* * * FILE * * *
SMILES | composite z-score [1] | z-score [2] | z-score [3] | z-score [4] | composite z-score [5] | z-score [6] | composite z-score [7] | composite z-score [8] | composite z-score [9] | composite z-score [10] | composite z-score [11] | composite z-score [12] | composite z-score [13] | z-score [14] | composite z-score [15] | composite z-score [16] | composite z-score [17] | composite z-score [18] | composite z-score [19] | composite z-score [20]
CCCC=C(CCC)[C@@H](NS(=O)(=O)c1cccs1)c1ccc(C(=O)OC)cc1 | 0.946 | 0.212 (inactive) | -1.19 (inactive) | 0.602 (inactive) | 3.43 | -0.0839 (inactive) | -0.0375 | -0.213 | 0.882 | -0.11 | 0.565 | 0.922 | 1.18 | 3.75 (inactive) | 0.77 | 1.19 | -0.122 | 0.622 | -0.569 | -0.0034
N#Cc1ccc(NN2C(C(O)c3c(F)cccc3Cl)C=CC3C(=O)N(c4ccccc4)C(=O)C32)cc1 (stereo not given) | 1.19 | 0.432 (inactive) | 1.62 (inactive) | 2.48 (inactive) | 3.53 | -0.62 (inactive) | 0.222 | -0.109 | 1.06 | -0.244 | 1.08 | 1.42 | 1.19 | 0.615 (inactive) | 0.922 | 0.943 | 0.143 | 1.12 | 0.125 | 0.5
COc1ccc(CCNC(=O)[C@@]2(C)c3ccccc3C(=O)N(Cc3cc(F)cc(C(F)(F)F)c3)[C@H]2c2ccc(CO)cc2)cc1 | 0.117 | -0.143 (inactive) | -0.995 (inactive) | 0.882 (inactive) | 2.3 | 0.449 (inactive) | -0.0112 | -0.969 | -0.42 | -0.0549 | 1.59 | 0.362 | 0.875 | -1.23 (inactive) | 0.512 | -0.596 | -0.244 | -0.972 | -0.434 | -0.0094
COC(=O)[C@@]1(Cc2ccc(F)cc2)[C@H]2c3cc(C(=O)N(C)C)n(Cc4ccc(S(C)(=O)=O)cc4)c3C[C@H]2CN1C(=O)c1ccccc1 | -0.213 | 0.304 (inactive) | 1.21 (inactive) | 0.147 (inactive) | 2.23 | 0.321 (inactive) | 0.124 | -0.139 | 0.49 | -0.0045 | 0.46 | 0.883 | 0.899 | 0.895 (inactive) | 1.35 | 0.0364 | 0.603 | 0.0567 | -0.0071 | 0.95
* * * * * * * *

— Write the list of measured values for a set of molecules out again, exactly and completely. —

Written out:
SMILES | composite z-score [1] | z-score [2] | z-score [3] | z-score [4] | composite z-score [5] | z-score [6] | composite z-score [7] | composite z-score [8] | composite z-score [9] | composite z-score [10] | composite z-score [11] | composite z-score [12] | composite z-score [13] | z-score [14] | composite z-score [15] | composite z-score [16] | composite z-score [17] | composite z-score [18] | composite z-score [19] | composite z-score [20]
CCCC=C(CCC)[C@@H](NS(=O)(=O)c1cccs1)c1ccc(C(=O)OC)cc1 | 0.946 | 0.212 (inactive) | -1.19 (inactive) | 0.602 (inactive) | 3.43 | -0.0839 (inactive) | -0.0375 | -0.213 | 0.882 | -0.11 | 0.565 | 0.922 | 1.18 | 3.75 (inactive) | 0.77 | 1.19 | -0.122 | 0.622 | -0.569 | -0.0034
N#Cc1ccc(NN2C(C(O)c3c(F)cccc3Cl)C=CC3C(=O)N(c4ccccc4)C(=O)C32)cc1 (stereo not given) | 1.19 | 0.432 (inactive) | 1.62 (inactive) | 2.48 (inactive) | 3.53 | -0.62 (inactive) | 0.222 | -0.109 | 1.06 | -0.244 | 1.08 | 1.42 | 1.19 | 0.615 (inactive) | 0.922 | 0.943 | 0.143 | 1.12 | 0.125 | 0.5
COc1ccc(CCNC(=O)[C@@]2(C)c3ccccc3C(=O)N(Cc3cc(F)cc(C(F)(F)F)c3)[C@H]2c2ccc(CO)cc2)cc1 | 0.117 | -0.143 (inactive) | -0.995 (inactive) | 0.882 (inactive) | 2.3 | 0.449 (inactive) | -0.0112 | -0.969 | -0.42 | -0.0549 | 1.59 | 0.362 | 0.875 | -1.23 (inactive) | 0.512 | -0.596 | -0.244 | -0.972 | -0.434 | -0.0094
COC(=O)[C@@]1(Cc2ccc(F)cc2)[C@H]2c3cc(C(=O)N(C)C)n(Cc4ccc(S(C)(=O)=O)cc4)c3C[C@H]2CN1C(=O)c1ccccc1 | -0.213 | 0.304 (inactive) | 1.21 (inactive) | 0.147 (inactive) | 2.23 | 0.321 (inactive) | 0.124 | -0.139 | 0.49 | -0.0045 | 0.46 | 0.883 | 0.899 | 0.895 (inactive) | 1.35 | 0.0364 | 0.603 | 0.0567 | -0.0071 | 0.95